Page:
How to distinguish between small, ground-level drones and large, plane -like objects? What regulatory measures should the EU and Austria decide to protect and to ensure the safety of citizens? Experts answer these and other questions in the latest ITA-Dossier.
New applications need new laws
We have come to associate the use of drones mainly with military actions in places far away. As civilian use is becoming more common, this is going to change. Drones are already used in search and rescue missions, or for monitoring of major events such as the Olympic Games. Add to that the affordability for private individuals, and a world in which unmanned vehicles do the job does not seem that far away.
Today, drones are operated by different entities, be it humanitarian, commercially oriented, scientific or government agencies. Equally varied is the on-board equipment, be it cameras, sensors or live-saving support systems. But all these new target groups and new fields of application have brought with them new areas of conflicts and many open questions.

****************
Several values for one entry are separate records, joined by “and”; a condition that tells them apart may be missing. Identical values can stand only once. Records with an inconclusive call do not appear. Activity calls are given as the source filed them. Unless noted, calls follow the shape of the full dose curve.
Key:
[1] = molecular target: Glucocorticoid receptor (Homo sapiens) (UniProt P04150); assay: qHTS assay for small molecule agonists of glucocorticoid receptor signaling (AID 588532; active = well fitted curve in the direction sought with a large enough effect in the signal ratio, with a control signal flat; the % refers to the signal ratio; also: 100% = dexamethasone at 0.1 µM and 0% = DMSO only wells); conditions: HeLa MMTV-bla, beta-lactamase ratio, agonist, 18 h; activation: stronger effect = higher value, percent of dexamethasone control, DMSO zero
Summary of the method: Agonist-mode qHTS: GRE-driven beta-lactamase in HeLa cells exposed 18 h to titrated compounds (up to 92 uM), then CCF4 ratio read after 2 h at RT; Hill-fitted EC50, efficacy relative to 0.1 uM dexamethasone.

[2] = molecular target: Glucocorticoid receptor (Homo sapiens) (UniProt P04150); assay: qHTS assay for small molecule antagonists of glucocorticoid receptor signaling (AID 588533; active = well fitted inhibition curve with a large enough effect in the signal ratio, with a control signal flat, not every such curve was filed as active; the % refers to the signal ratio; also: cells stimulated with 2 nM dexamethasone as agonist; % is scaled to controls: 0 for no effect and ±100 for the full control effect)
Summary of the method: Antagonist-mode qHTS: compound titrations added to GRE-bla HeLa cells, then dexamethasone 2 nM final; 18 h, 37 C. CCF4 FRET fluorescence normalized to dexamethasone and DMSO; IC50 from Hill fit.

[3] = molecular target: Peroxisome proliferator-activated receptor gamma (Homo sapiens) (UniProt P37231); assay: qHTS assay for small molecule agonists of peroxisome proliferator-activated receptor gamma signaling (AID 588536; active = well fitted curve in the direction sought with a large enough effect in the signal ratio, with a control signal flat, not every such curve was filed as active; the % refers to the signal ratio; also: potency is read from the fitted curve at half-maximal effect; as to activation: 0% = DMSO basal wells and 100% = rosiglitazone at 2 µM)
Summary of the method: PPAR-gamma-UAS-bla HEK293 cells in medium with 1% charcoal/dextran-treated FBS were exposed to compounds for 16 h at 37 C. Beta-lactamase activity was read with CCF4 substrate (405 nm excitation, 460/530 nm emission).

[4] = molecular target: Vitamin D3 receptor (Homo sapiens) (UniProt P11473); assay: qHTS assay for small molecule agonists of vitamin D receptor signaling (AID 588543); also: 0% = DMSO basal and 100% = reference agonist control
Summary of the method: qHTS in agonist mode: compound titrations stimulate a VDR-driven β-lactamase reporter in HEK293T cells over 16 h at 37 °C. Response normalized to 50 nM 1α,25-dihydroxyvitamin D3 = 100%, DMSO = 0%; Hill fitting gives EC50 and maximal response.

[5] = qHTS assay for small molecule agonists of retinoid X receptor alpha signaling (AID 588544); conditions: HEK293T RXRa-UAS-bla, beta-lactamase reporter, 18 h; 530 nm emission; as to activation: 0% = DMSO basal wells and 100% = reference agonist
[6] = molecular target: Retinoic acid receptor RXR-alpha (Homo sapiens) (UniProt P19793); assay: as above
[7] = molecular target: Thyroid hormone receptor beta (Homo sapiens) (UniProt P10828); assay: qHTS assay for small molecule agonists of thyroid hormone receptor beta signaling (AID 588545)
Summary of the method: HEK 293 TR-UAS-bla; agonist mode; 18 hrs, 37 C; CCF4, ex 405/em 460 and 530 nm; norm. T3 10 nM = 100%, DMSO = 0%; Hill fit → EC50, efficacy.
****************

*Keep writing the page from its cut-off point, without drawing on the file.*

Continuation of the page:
Flying without traffic rules
For Dossier author Julia Haslinger the use of drones in itself is neither good nor bad. “But”, she adds, “there is no denying that the possible ubiquitous private and commercial use poses major challenges, particularly when it comes to the protection of privacy and to environmental aspects. Take for example aerial photography of residential areas."
One of the most pressing issues was legislation, continues Haslinger. One example: There are no traffic rules for drones yet. A second issue is insurance: In case of accidents it is currently unclear who is responsible for the damages. This as well as privacy concerns would call for action by policy makers.
Download : Drones - Flying All-Rounders? (2 pages in German)